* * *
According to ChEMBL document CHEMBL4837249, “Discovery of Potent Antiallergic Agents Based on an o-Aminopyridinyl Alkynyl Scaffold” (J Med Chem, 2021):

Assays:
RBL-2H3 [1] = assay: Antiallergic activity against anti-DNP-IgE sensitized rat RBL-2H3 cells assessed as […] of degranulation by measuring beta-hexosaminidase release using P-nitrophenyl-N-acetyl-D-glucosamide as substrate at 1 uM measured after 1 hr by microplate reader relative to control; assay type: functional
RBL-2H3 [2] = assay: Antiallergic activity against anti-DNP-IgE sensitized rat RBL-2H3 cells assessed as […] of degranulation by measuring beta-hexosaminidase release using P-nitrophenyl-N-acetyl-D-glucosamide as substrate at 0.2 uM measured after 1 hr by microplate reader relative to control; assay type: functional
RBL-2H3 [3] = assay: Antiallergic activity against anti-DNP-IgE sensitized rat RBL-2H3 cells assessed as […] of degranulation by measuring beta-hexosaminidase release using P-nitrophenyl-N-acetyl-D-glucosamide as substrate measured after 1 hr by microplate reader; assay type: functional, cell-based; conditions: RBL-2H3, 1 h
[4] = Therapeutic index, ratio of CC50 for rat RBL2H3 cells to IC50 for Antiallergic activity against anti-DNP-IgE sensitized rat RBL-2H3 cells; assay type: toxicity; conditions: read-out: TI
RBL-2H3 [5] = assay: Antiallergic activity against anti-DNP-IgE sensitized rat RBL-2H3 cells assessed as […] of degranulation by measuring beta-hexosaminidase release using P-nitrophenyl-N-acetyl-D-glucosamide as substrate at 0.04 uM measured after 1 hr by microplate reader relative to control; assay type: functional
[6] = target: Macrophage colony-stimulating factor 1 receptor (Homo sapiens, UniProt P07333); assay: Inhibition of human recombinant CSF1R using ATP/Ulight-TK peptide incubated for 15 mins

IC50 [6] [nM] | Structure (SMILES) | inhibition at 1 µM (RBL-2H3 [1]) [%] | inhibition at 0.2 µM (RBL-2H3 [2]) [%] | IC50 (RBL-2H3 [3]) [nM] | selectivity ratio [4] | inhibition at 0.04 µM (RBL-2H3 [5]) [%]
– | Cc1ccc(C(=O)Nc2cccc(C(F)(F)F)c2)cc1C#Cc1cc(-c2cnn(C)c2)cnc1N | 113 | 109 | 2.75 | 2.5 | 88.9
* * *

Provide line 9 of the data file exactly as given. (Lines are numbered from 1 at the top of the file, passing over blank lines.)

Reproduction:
IC50 [6] [nM] | Structure (SMILES) | inhibition at 1 µM (RBL-2H3 [1]) [%] | inhibition at 0.2 µM (RBL-2H3 [2]) [%] | IC50 (RBL-2H3 [3]) [nM] | selectivity ratio [4] | inhibition at 0.04 µM (RBL-2H3 [5]) [%]